Commercial Manila clam (Tapes philippinarum) culture in British Columbia, Canada: The effects of predator netting on intertidal sediment characteristics

Daphne Munroe, R. Scott McKinley

Research output: Contribution to journalArticlepeer-review

26 Scopus citations

Abstract

Quantifying risks posed by aquaculture to adjacent coastal ecosystems is necessary to ensure long term stability of coastal systems and the sustainability of industries that exist therein. Research has demonstrated that the use of predator netting in shellfish aquaculture increases sedimentation rates and productivity; here we examine the influence of netting on the west coast of Canada. Changes in percent silt (sediment particles <63 μm), percent gravel (sediment particles >2 mm), organic and inorganic carbon levels and temperature, and differences in clam populations were monitored on paired netted and non-netted Manila clam (Tapes philippinarum) plots on four farmed beaches at Baynes Sound, British Columbia in 2003 and 2004. There were no significant differences in the levels of silt (p = 0.129, n = 8), gravel (p = 0.723, n = 8), or inorganic carbon (p = 0.070, n = 8) between netted and non-netted plots. However, the level of organic carbon was significantly higher on netted plots (p = 0.014, n = 8) and a slight temperature buffering effect of the netting during low-tide events over the period of study. There were significantly more T. philippinarum on netted plots compared to non-netted plots (p = 0.001, n = 8) and the length frequency distribution of the populations also differed (p < 0.00001) with non-netted plots containing slightly smaller clams. The observed increase in organic carbon levels beneath netting is possibly due to biodeposition by T. philippinarum beneath nets and removal of organics by the deposit feeding Nuttallia obsurata on non-netted plots; however that was not tested here. For the locations and parameters monitored in this study, it appears that netting and clam farming in Baynes Sound British Columbia, has limited effect on the sediment.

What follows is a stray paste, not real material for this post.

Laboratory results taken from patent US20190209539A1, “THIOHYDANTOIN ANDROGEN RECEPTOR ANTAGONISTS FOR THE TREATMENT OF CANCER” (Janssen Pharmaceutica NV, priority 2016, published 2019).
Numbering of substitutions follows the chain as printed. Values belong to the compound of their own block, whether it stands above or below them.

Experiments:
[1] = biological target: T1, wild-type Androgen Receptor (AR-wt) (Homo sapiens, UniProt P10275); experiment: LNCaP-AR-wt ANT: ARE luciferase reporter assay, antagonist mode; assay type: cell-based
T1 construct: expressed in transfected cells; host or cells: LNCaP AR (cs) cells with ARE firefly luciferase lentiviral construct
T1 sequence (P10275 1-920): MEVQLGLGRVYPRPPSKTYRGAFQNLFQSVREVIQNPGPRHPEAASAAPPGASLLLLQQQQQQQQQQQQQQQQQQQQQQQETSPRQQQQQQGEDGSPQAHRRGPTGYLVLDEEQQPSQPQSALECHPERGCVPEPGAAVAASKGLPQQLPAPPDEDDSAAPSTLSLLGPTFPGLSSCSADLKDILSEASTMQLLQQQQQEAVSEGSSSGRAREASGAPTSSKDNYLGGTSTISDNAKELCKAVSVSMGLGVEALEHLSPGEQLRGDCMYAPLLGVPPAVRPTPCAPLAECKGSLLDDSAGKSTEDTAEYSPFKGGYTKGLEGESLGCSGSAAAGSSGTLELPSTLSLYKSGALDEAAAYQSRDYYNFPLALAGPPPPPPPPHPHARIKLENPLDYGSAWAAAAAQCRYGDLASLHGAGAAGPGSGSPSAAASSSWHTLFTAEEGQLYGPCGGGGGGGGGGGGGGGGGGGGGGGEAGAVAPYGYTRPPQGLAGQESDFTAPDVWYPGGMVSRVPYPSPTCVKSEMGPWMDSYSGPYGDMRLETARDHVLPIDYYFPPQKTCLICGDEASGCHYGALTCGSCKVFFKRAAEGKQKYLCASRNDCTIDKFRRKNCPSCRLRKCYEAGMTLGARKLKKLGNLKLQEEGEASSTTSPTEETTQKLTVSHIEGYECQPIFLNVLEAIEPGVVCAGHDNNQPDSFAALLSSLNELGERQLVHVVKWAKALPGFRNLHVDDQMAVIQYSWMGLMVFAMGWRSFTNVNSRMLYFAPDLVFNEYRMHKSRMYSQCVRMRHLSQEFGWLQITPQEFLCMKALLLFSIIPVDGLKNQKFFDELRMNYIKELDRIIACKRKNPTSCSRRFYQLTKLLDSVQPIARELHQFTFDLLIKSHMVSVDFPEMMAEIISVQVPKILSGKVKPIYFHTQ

Original languageEnglish (US)
Pages (from-to)319-328
Number of pages10
JournalEstuarine, Coastal and Shelf Science
Volume72
Issue number1-2
DOIs
StatePublished - Mar 2007
Externally publishedYes

All Science Journal Classification (ASJC) codes

  • Oceanography
  • Aquatic Science

Keywords

  • Tapes philippinarum
  • clam culture
  • grain size
  • intertidal sedimentation
  • organic carbon
  • predator netting

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